Noel Gallagher's High Flying Birds come roaring on our review 'Who Built The Moon?' as they easily overshadow some minor blemishes.


Who Built The Moon?

Noel Gallagher's High Flying Birds

Noel Gallagher has kept busy in the last year, even making appearances with former rival Damon Albarn on not only a Gorillaz’ record but tour as well. Never without something going on, Noel’s latest record with Noel Gallagher’s High Flying Birds is immediately gripping even after all his time between records. A sonic powerhouse of a record, there’s always something amazing to grab your ears. Even with some less dynamic writing at times, the record is Noel at his distorted best.

Through roaring distortion and echo that might remind Oasis fans of “Morning Glory,” “Fort Knox” quickly drops into a heavy hip hop beat and brings exotic majesty in its unorthodox strings and massive wall of sound. The screaming vocal work and sonic barrage is a powerful and stirring opening, while Noel’s chanting brings in the right touch of pop. Sweeping into a brass fanfare, “Holy Mountain” carries the same sonic grit and immense energy while switching to much more uppity pop writing. In the wave of this loud opening, you can hear just how much Noel’s mastery of sound is, regardless of the tone of the song.

While this sound is invigorating and a true standout of the album, it does feel like it might compensating for slightly derivative writing on tracks like “Keep on Reaching.” This said, Noel’s energy and the utter grime of the keyboards here is enough to give the track an extra heft as well. “It’s A Beautiful World” however starts to show the true wonder of the record, as Noel blends electronica and rock together for a mystifying track. Inherently repetitive, it becomes a much more rewarding track on repeat listens.

“She Taught Me How To Fly” brings his pop to a more ethereal place, never falling into something too predictable and letting his entrancing use of effects guide the writing appropriately. This said, the lack of a true edge in the song makes its extended run-time feel a little long. Riding its groove with a hint of “Come Together,” there’s a suave drive to “Be Careful What You Wish For.” Absolutely hypnotic in its bridge, a wave of white noise hits while vocals and keyboards dance under it.

There’s an immediately intoxicating rush to “Black and White Sunshine” that really hits the mark on everything Noel does write in his writing. The glistening guitars and constantly moving undertones of the song make for an exciting listen every time. While enveloping in its sound, “Interlude (Wednesday Part 1)” doesn’t altogether stand on its own very well, and unfortunately feels a bit out of place even as a connecting tissue between tracks.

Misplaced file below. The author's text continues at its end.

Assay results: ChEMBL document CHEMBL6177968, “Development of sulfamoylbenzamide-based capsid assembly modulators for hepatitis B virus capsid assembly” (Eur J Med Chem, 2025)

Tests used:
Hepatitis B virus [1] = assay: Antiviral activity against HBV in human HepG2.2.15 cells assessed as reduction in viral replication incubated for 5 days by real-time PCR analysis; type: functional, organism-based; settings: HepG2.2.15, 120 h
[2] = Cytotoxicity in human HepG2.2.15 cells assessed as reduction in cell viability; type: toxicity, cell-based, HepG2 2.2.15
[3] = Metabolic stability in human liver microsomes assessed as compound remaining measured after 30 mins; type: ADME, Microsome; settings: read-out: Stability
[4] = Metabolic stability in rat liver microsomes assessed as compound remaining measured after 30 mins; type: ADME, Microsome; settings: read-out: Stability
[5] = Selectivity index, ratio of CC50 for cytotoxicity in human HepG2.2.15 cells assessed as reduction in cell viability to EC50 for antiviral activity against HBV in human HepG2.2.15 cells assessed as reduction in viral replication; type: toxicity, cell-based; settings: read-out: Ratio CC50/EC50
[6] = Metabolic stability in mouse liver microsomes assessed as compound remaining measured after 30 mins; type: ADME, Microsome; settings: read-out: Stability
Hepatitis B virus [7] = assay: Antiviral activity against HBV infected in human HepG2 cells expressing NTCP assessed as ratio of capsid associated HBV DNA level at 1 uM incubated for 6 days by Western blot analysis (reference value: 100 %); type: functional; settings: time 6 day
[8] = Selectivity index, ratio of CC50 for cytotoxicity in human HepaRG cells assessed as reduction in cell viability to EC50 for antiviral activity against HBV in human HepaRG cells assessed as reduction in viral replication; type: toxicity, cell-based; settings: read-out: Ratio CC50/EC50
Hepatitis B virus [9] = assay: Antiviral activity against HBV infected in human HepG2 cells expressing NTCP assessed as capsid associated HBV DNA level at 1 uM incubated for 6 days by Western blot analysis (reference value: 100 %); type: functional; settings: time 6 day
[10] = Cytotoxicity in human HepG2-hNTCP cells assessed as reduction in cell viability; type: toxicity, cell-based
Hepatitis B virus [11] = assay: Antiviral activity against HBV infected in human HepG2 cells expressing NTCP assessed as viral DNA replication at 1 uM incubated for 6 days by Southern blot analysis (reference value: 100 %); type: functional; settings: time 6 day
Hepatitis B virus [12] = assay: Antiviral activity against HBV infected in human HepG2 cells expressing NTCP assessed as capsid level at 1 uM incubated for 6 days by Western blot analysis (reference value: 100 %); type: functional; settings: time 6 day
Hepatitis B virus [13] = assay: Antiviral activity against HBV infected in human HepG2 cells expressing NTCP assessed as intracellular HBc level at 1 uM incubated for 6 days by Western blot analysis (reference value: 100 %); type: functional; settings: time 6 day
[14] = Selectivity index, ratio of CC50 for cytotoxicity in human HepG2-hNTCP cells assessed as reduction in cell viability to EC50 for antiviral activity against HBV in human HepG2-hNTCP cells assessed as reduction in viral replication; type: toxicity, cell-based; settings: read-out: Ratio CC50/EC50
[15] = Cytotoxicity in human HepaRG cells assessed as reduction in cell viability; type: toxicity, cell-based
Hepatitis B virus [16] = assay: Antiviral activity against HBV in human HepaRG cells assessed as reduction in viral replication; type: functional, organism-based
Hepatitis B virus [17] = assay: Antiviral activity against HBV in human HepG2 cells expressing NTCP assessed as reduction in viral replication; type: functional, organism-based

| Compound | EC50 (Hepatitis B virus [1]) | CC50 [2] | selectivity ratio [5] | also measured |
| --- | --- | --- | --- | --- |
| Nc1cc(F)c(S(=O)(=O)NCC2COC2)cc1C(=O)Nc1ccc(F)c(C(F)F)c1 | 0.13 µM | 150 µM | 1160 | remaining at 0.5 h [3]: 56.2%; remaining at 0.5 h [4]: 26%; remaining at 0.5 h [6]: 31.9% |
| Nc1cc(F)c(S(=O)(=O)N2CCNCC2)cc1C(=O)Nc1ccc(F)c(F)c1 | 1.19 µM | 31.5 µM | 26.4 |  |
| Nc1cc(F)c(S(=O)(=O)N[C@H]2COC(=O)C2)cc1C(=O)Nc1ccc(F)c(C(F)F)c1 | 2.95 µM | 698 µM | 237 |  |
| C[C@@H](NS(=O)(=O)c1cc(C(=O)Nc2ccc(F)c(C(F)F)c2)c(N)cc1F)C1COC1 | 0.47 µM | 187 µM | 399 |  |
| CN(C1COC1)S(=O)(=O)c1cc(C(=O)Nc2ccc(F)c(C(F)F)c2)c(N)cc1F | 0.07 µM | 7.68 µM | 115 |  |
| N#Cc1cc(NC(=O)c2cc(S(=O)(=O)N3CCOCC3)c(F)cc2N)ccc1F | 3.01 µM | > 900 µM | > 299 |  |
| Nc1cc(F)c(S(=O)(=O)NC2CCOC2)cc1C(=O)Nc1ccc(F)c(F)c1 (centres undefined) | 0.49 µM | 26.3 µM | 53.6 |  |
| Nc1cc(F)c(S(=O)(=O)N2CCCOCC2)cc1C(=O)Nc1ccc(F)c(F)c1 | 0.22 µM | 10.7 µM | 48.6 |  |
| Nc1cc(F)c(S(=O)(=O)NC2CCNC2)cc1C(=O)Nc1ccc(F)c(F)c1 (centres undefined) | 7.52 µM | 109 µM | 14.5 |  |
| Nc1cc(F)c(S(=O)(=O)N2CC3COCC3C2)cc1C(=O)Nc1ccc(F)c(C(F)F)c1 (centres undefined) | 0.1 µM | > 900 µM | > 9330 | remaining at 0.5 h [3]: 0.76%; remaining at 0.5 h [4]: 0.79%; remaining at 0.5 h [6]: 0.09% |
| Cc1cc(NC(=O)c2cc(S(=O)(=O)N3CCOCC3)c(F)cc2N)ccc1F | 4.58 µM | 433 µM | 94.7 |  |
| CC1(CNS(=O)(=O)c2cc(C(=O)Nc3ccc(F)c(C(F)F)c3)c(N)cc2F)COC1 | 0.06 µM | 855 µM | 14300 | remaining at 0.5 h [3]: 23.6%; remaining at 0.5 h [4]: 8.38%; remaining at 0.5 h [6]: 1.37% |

Without any hesitation, the uplifting chords and sleigh bells of “If Love Is The Law” are delightfully happy for Noel’s writing, making it easy to get lost in its cheery emotions. Even in its simple writing, the swirling sound-work makes the whole track a journey one way or the other. Saving one of the album’s most grungy tracks for the finale, “The Man Who Built The Moon” is howling from its opening notes bringing demented strings and a haunting tone to an already overpowering track. Showcasing some of his most clever lyricism and song writing, it’s a shame how songs like this can make others on the record look poor by comparison. Like its sister track “End Credits (Wednesday Part 2)” does feel a tad out of place in the record. It does however earn its place with the goose bump inducing keyboard solo it slides right in its final moments.

With records out by both Liam and Noel this year, it’s all the better for Oasis fans that both of them are a great listen. As to which album is best will really come down to your preferences in the writing and production. Noel’s music is a sonic marvel, experimental at times and elevating simple pop to something more at others. Liam’s writing on the other hand is deeply satisfying, and while less dense production wise, offers a strong emotional payoff. Regardless of which one excites you most, Noel has really made something worthwhile with this record.

Words by Owen Maxwell


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